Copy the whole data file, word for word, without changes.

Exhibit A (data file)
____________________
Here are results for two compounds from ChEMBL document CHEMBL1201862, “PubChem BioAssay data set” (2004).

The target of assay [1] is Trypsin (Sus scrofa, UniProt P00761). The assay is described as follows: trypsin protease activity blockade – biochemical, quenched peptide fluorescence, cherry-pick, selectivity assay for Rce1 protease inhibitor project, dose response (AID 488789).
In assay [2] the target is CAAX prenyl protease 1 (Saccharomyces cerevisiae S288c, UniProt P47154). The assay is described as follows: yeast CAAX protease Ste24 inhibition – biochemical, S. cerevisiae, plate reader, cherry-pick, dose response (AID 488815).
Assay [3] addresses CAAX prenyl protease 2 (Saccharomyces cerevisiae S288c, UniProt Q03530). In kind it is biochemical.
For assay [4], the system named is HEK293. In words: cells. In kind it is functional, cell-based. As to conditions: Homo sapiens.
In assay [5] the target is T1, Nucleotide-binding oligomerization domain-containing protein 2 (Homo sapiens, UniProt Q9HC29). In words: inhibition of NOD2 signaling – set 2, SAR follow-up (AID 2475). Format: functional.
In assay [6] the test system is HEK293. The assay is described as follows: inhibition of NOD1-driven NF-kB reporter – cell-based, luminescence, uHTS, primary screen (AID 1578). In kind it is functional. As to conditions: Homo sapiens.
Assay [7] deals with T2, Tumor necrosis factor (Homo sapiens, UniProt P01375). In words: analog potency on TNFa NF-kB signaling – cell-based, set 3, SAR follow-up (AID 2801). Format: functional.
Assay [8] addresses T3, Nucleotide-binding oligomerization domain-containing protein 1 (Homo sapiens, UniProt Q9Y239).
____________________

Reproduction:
Here are results for two compounds from ChEMBL document CHEMBL1201862, “PubChem BioAssay data set” (2004).

The target of assay [1] is Trypsin (Sus scrofa, UniProt P00761). The assay is described as follows: trypsin protease activity blockade – biochemical, quenched peptide fluorescence, cherry-pick, selectivity assay for Rce1 protease inhibitor project, dose response (AID 488789).
In assay [2] the target is CAAX prenyl protease 1 (Saccharomyces cerevisiae S288c, UniProt P47154). The assay is described as follows: yeast CAAX protease Ste24 inhibition – biochemical, S. cerevisiae, plate reader, cherry-pick, dose response (AID 488815).
Assay [3] addresses CAAX prenyl protease 2 (Saccharomyces cerevisiae S288c, UniProt Q03530). In kind it is biochemical.
For assay [4], the system named is HEK293. In words: cells. In kind it is functional, cell-based. As to conditions: Homo sapiens.
In assay [5] the target is T1, Nucleotide-binding oligomerization domain-containing protein 2 (Homo sapiens, UniProt Q9HC29). In words: inhibition of NOD2 signaling – set 2, SAR follow-up (AID 2475). Format: functional.
In assay [6] the test system is HEK293. The assay is described as follows: inhibition of NOD1-driven NF-kB reporter – cell-based, luminescence, uHTS, primary screen (AID 1578). In kind it is functional. As to conditions: Homo sapiens.
Assay [7] deals with T2, Tumor necrosis factor (Homo sapiens, UniProt P01375). In words: analog potency on TNFa NF-kB signaling – cell-based, set 3, SAR follow-up (AID 2801). Format: functional.
Assay [8] addresses T3, Nucleotide-binding oligomerization domain-containing protein 1 (Homo sapiens, UniProt Q9Y239).